Prime Minister, Mr. Narendra Modi while addressing the first conference of start-up entrepreneurs introduced the action plan to foster the new start-ups, which are as follows:-
1. To reduce the regulatory burden on start-ups, self-certification option will be provided, and it will apply to laws like payment of gratuity, contract labour, employees provident fund, water and air pollution acts.
2. Creation of startup India Hub for easy access to knowledge and funding at one spot.
3. Ease of registration by filling up a short form through a mobile app.
4. Legal Support for fast-track patent examinations at lower costs. ( 80 % rebate in fees for filing patent applications)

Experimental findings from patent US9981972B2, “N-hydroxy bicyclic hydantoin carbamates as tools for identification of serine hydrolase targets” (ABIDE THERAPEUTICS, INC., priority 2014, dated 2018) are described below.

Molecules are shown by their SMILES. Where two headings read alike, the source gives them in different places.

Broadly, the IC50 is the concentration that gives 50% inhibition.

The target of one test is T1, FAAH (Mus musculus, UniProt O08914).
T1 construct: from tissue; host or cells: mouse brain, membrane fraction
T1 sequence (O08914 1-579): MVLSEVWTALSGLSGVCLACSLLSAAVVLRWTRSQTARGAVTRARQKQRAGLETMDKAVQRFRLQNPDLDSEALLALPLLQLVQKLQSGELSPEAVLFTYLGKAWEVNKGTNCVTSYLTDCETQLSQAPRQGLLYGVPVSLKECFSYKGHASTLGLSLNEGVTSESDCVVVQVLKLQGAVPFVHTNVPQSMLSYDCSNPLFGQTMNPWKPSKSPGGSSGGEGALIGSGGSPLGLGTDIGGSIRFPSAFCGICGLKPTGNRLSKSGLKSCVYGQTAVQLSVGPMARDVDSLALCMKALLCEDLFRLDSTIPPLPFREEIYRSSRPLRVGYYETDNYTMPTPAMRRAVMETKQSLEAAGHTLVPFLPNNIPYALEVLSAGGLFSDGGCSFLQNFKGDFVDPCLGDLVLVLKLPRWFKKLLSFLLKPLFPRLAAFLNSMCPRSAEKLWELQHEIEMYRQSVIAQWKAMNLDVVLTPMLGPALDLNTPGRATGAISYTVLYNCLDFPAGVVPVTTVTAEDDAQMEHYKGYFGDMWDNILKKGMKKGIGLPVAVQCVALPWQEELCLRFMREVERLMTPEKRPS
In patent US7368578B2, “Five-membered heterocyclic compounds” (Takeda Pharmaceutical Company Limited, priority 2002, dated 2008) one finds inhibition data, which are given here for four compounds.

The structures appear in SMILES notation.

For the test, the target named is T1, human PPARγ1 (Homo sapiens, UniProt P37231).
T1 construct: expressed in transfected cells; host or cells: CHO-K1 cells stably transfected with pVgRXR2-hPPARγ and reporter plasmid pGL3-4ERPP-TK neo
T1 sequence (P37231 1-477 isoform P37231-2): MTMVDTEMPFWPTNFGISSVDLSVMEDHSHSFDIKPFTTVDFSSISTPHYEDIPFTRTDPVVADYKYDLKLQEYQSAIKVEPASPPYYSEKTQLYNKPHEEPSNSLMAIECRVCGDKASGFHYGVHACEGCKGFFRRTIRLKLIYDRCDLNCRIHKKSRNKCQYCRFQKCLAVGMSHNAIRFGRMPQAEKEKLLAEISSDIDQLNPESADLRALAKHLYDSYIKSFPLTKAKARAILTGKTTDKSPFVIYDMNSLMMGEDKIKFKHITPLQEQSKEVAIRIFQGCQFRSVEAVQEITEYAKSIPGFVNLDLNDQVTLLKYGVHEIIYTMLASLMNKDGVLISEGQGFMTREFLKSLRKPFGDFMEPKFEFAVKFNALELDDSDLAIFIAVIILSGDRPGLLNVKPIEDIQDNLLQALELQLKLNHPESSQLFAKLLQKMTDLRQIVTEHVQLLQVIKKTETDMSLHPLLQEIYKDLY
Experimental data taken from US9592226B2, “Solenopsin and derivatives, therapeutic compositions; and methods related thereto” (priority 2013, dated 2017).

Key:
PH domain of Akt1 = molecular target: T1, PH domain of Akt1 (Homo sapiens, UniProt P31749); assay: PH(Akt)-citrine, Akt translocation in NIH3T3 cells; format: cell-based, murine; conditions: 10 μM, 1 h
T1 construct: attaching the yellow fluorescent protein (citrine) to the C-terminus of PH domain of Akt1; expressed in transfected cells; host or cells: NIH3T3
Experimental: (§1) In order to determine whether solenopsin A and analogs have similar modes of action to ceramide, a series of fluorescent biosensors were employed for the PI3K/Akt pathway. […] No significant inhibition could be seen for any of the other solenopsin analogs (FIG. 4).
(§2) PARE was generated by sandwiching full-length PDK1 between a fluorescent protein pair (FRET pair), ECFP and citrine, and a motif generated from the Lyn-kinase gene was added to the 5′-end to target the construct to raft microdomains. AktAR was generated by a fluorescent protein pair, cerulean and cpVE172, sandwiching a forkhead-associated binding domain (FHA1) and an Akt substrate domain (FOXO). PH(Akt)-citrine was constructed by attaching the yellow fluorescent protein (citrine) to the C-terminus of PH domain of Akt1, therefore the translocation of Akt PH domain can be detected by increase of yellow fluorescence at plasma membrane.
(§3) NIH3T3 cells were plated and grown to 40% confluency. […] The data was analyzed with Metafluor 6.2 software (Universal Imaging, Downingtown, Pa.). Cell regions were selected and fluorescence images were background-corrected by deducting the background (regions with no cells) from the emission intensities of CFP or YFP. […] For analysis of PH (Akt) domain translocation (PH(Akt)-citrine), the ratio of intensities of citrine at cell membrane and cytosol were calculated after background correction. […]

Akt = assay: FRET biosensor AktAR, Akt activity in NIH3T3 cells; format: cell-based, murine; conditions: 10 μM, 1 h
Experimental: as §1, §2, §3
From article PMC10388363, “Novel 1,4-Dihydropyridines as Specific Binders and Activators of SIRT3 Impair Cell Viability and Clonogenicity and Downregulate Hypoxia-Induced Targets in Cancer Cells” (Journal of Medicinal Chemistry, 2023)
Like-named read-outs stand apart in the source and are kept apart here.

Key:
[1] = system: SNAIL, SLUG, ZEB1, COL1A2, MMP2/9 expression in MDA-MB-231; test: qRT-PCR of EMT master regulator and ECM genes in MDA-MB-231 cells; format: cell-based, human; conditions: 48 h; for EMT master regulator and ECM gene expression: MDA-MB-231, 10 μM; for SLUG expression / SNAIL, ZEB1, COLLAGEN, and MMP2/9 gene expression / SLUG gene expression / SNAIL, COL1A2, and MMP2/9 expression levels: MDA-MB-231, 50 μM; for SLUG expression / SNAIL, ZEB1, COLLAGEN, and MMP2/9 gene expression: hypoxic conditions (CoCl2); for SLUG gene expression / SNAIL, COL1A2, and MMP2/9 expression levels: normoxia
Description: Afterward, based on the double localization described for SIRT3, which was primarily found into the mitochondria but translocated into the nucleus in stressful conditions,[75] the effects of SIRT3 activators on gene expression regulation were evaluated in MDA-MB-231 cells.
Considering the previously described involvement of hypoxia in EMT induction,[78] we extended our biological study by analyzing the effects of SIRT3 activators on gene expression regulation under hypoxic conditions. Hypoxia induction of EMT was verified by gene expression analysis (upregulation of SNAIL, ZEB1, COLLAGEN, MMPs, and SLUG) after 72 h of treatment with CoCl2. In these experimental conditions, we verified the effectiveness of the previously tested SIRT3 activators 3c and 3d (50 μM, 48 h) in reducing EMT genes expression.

5. In order to provide the infant start-ups with funding, the government will set up a fund with an initial corpus of Rs. 2500 crore and a total corpus of Rs.10000 crore over four years. This credit guarantee fund for start-ups would help the flow of venture debt from the banking system to start-ups by standing guarantee against risks.
6. Exemption from Capital Gains Tax on investments made by incubators in start-ups.
7. Income tax exemption for first three years.
8. Innovation core programmes for students in 5 lakh schools
9. The launch of Atal Innovation Scheme for encouraging innovation among people.
10. Establishment of 35 incubators and 31 innovation centres at national institutes on PPP model.
11. Establishment of 7 new research parks with an investment of Rs.100 crore each.
12. Promotion of entrepreneurship in biotechnology by establishing 50 bio-incubators, 150 technology transfer offices and 20 bio connect offices.
13. Faster exit option for start-ups in the case of bankruptcy or closure (within a period of 90 days).
Around The World